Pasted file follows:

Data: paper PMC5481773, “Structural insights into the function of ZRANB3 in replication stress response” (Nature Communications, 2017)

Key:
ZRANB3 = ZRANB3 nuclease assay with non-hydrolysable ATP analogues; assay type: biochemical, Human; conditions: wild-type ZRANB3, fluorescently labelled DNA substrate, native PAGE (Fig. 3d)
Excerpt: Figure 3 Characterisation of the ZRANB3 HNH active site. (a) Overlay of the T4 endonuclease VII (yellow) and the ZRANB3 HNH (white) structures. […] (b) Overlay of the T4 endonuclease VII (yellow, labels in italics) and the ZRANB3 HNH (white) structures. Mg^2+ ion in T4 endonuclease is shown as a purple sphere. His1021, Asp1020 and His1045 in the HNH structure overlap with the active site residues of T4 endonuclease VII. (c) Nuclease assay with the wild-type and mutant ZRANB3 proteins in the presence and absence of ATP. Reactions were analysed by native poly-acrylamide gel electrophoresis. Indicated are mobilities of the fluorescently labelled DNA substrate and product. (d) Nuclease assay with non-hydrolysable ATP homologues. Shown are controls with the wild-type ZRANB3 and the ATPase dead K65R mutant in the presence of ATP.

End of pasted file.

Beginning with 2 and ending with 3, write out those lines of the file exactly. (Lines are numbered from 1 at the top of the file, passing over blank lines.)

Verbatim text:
Key:
ZRANB3 = ZRANB3 nuclease assay with non-hydrolysable ATP analogues; assay type: biochemical, Human; conditions: wild-type ZRANB3, fluorescently labelled DNA substrate, native PAGE (Fig. 3d)